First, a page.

Brian Morrison is a solicitor in the Corporate Assurance department of ACCA. Brian has a background in non-profit law and has advised trustees and directors on the responsibilities, and the benefits, of being part of a company’s governance . He has also sat as a trustee on a charity board. Corporate Assurance comprises specialists committed to providing high-quality advice and guidance on the law, contracts, insurance and commercial matters; internal audit; information security; risk management; and continuous improvement.

This article is part of ACCA's NED and trustee advice series

ACCA accountants have a key role to play as NEDs and trustees across all sectors – public, private and voluntary – as they can contribute hugely to ensuring viability and good stewardship of assets. The ACCA Professional Insights team has developed this series of articles to help ACCA members become NEDs or trustees, in what can be a challenging process. So, whether you are a senior manager looking to further your career or are considering giving something back, this series of articles will give you the advice you need to help you find your feet.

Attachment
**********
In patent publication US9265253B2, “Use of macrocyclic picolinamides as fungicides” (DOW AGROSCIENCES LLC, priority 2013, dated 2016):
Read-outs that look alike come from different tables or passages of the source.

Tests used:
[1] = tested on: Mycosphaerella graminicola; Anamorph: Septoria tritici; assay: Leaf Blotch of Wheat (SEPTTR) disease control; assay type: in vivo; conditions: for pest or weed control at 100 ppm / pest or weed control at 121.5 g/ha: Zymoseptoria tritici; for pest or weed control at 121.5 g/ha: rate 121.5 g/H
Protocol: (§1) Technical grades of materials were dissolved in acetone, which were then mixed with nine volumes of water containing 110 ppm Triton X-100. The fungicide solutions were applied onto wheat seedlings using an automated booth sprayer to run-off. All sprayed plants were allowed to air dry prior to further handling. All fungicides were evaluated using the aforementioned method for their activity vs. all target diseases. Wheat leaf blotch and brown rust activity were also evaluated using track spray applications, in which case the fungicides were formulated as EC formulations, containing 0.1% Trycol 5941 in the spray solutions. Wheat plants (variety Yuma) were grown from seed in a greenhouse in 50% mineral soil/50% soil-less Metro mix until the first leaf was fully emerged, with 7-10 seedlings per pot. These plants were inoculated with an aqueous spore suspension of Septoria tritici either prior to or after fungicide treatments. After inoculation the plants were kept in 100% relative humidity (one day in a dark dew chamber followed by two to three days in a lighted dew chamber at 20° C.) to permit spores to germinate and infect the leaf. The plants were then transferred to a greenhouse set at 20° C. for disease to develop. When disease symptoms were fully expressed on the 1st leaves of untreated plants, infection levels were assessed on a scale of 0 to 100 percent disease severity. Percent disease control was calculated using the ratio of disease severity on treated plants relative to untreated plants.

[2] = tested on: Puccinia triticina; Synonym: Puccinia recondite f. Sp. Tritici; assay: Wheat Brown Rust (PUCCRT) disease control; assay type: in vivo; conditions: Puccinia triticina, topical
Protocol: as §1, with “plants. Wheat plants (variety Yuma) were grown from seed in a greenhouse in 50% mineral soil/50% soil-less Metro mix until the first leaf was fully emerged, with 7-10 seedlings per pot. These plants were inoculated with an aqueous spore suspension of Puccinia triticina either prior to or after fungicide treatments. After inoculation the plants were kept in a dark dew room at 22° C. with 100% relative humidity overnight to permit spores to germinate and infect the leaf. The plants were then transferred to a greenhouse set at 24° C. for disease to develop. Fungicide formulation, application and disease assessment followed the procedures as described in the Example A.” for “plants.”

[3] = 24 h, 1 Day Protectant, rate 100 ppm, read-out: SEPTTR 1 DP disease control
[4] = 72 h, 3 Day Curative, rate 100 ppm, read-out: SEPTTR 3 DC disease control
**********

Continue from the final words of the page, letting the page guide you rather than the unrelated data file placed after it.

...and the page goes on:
If you found this article interesting please read some of the others in our series:

  1. Cyber Security for non-executives
  2. The six conversations every board should be having
  3. Ethical requirements for non-executive directors and trustees
  4. Financial reporting and auditing for NEDs
  5. How to become a NED
  6. What are board committees and their functions?

Or watch the videos in our series:

  1. How to become a NED by Japheth Katto
  2. How to become a NED by Paul Tsang
  3. Board diversity in Norway by Turid Solvang

If you are interested in finding an NED or trustee role why not start by searching ACCA Careers Job Board for relevant positions.